- Cabrera’s play. In what should’ve been an inning-ending pop up to short ended up turning into a complete disaster for both shortstop Asdrubal Cabrera and the Indians hopes of a comeback. With two outs and runners on second and third, Red Sox outfielder Daniel Nava hit a pop up to Cabrera only for the shortstop to never come close to catching the ball as the wind played a factor throughout the contest. Wind or no wind, that ball absolutely should have been caught and changed what would’ve been a one-run game into a three-run game late.
- No lead is safe? For the second time in the last five games, Cleveland would score first only to surrender the lead and the game shortly thereafter. This wasn’t a problem earlier this season, as the Tribe owned a record of 19-3 when scoring the game’s first run. Over their last three games though, the Indians are just 1-2 when getting on the board first in a ballgame.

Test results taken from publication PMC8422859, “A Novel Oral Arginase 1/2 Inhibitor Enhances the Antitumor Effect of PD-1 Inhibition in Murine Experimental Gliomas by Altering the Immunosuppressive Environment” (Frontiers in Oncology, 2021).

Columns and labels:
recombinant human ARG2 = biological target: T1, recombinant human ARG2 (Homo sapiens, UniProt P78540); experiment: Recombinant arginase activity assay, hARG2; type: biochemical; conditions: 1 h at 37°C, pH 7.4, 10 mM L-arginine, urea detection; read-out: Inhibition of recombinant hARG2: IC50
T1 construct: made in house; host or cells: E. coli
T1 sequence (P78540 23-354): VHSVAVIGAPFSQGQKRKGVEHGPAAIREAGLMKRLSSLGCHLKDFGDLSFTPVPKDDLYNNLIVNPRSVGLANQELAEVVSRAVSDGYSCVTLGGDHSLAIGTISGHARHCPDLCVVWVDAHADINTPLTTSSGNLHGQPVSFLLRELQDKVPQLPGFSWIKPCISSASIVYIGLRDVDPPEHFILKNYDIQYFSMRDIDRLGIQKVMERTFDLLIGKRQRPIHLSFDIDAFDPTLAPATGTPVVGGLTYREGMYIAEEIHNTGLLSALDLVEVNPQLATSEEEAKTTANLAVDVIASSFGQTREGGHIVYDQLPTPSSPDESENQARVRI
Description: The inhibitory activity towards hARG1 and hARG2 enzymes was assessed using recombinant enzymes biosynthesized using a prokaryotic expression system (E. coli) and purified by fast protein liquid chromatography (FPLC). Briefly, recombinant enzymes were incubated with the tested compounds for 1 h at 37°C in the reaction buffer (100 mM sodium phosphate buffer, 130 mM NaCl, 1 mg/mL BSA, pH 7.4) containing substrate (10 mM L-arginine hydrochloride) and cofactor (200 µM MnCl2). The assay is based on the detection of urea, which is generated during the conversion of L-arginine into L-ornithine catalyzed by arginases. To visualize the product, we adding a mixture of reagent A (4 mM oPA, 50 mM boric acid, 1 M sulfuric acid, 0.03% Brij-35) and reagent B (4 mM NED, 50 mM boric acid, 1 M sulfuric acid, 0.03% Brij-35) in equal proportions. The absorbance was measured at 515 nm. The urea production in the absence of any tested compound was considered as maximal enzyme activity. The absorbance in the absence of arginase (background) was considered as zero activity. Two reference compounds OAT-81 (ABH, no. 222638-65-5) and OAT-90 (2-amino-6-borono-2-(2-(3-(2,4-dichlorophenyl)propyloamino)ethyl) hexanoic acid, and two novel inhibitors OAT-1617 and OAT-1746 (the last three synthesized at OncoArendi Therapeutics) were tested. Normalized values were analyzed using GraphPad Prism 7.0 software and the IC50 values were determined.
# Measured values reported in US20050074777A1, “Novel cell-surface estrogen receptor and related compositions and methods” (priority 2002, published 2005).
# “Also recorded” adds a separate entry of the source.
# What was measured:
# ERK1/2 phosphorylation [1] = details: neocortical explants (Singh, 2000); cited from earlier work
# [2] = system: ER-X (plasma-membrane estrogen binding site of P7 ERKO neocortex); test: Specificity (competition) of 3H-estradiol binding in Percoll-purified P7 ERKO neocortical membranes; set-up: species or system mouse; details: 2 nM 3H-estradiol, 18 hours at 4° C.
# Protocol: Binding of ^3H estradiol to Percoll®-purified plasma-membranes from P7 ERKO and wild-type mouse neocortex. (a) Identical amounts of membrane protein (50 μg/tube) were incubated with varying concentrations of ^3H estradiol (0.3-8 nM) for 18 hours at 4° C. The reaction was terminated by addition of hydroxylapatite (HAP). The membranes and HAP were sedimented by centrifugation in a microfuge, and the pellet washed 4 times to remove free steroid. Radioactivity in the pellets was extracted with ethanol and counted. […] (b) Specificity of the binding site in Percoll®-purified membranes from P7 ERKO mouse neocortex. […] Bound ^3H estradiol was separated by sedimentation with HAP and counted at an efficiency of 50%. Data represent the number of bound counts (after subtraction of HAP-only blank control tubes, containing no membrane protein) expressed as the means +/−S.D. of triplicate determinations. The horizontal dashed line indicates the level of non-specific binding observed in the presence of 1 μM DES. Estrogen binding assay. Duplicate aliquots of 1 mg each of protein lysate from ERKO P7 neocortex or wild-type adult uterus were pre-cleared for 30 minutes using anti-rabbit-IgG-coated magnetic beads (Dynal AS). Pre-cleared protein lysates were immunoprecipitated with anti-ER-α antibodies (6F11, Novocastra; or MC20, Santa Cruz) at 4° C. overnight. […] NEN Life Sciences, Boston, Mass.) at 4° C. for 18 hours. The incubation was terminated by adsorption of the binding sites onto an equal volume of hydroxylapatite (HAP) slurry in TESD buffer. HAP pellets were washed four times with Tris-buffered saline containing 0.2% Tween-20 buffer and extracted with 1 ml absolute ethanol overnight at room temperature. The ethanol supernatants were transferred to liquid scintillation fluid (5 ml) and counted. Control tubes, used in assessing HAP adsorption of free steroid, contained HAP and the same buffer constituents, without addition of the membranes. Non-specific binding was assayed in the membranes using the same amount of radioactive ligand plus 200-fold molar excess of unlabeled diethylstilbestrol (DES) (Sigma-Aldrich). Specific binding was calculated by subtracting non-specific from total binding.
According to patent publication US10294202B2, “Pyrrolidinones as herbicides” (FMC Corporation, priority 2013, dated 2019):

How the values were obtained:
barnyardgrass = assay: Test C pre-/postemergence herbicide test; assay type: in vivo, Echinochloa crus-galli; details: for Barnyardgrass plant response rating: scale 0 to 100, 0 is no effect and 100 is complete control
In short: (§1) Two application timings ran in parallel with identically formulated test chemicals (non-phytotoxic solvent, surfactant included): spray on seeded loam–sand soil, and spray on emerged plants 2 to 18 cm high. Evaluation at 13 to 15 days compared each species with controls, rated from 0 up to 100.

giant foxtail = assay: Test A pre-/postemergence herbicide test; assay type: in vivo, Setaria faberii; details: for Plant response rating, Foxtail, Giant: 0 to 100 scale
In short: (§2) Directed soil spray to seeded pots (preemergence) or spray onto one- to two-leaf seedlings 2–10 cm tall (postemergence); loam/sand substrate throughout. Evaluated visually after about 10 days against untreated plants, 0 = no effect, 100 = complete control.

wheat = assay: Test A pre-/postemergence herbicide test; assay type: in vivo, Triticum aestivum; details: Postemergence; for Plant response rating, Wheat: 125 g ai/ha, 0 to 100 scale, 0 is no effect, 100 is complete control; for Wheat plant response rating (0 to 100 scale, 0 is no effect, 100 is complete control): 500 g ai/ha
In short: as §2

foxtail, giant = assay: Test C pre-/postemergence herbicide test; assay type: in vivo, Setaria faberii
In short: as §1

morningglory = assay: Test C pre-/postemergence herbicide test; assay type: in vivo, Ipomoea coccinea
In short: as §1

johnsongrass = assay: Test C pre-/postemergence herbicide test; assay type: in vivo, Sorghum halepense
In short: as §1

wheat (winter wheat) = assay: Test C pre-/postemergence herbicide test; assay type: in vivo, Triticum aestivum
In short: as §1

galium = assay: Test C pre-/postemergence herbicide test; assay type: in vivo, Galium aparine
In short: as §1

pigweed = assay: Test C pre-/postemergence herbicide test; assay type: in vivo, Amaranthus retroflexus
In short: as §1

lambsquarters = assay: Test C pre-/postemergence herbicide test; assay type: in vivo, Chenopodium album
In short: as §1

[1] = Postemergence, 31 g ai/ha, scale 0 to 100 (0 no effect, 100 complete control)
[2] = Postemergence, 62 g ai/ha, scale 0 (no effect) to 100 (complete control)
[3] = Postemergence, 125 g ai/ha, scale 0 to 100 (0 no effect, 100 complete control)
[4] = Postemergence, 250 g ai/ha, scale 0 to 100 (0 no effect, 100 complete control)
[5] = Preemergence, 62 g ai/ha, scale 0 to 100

- Raburn in right field. Leading by two runs in the fourth inning, the game quickly turned into a one-run game after right fielder Ryan Raburn dove but couldn’t come up with the catch on a double by Boston shortstopJose Iglesias. Maybe it was just me, but why was Raburn starting in right field anyway? With the field conditions not in the best of shape already, I would’ve put the best Tribe outfield out their defensively featuring Michael Brantely, Michael Bourn and Drew Stubbs.
- Bourn not starting? I know Lester is one of the best lefties in the game, but I don’t understand why Bourn wasn’t in the starting lineup on Saturday. The Tribe center fielder is arguably the best Indians hitter to date, and has hit left-handers (.353) better than right-handers (.284) this season. I understand why Indians manager Terry Francona would want to sit Kipnis, but Bourn not so much. This was one of the team’s top free agent signings this winter and one of Cleveland’s most consistent hitters to date. Bourn just brings a different feel to the game both offensively and defensively, and absolutely should be in the lineup every single day.